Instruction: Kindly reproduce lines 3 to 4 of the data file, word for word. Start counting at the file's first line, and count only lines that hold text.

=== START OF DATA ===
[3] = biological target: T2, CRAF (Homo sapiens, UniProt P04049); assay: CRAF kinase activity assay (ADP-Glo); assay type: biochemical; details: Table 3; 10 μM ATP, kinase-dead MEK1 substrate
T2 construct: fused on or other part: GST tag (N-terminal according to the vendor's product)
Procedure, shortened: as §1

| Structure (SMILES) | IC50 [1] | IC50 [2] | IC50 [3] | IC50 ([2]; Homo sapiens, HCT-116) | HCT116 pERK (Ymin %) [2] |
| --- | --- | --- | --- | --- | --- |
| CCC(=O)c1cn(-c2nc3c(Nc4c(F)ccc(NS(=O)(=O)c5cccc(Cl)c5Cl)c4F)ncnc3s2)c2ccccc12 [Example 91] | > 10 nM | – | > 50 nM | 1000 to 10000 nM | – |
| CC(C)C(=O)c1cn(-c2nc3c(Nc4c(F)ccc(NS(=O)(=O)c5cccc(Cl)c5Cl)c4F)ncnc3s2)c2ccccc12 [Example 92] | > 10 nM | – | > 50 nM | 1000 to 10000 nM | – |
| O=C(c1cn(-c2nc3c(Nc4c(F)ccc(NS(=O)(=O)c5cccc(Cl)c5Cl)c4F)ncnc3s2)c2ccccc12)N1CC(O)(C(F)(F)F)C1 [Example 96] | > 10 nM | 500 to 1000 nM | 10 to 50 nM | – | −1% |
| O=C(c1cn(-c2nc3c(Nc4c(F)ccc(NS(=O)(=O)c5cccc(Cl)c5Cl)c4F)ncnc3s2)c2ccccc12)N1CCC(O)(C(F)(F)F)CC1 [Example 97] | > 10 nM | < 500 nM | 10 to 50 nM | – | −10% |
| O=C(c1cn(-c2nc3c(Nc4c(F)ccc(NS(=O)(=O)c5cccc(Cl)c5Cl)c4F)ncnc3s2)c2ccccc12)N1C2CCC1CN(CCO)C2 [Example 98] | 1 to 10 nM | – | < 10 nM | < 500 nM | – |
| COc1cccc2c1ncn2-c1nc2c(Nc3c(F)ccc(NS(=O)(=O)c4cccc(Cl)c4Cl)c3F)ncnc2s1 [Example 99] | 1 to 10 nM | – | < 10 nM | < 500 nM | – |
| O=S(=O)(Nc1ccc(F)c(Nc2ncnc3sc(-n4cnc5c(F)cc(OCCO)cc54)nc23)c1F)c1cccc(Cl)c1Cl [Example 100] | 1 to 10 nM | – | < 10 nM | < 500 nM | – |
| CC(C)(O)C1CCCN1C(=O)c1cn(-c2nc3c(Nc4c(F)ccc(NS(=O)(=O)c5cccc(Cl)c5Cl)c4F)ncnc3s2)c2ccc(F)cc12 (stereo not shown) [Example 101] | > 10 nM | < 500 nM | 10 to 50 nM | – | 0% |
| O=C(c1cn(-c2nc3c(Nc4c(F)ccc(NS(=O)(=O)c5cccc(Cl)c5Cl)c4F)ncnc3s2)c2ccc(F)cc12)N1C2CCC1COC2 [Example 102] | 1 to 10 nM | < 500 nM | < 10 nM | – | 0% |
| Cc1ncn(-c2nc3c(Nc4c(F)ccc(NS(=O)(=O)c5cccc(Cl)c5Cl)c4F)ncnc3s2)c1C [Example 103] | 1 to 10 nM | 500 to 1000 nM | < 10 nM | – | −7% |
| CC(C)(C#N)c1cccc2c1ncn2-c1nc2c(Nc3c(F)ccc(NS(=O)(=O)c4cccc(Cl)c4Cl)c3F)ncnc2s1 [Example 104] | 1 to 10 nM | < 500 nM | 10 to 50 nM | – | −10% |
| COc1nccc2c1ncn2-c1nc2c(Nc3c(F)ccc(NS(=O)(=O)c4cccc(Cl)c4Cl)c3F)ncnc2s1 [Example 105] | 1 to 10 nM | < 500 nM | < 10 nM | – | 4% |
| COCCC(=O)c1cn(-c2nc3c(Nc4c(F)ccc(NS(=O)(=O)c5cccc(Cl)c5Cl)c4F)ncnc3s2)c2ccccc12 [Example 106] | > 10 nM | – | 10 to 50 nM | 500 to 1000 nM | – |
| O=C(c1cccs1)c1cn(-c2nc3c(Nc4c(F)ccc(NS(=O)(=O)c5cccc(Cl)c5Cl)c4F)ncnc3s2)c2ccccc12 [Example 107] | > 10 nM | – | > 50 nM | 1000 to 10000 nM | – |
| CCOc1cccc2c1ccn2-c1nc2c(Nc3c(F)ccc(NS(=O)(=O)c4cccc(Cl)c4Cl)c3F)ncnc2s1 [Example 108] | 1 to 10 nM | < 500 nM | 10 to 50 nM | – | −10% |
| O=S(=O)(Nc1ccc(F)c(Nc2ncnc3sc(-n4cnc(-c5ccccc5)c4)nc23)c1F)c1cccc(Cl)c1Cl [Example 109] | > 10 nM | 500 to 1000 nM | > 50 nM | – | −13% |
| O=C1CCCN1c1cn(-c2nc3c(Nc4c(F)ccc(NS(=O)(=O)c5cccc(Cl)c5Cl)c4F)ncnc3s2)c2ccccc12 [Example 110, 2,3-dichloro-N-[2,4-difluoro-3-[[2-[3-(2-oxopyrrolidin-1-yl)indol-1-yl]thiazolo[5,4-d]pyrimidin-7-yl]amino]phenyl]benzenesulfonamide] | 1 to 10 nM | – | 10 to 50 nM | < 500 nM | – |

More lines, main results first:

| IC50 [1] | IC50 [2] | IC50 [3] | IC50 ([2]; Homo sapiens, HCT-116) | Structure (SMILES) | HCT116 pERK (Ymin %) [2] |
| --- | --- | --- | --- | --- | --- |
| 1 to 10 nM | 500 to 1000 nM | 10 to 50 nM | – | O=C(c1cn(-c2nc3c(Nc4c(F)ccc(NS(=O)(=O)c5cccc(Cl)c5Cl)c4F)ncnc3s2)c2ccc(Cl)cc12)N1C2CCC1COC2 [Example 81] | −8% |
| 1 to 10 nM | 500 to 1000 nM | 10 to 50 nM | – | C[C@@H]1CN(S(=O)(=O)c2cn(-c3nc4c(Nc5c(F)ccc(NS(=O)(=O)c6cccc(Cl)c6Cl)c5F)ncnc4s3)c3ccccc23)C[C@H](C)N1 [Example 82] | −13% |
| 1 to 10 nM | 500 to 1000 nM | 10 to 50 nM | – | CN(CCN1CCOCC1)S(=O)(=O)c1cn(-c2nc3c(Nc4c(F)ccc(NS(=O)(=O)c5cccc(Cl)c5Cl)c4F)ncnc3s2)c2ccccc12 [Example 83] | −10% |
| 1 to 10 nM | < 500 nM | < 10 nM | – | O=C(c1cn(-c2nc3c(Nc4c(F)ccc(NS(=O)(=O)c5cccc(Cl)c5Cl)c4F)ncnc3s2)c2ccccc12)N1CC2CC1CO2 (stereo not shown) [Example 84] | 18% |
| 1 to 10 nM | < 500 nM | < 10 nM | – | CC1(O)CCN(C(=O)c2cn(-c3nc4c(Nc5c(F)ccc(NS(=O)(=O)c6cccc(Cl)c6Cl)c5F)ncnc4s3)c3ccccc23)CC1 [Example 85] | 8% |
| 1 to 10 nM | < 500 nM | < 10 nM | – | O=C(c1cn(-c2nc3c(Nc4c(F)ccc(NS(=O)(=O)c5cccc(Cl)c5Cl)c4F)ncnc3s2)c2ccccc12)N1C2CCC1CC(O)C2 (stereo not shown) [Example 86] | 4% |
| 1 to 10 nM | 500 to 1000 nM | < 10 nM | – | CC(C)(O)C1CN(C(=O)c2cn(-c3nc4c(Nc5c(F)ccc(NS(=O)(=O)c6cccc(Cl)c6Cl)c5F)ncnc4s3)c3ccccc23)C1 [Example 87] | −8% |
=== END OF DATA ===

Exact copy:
Procedure, shortened: as §1

| Structure (SMILES) | IC50 [1] | IC50 [2] | IC50 [3] | IC50 ([2]; Homo sapiens, HCT-116) | HCT116 pERK (Ymin %) [2] |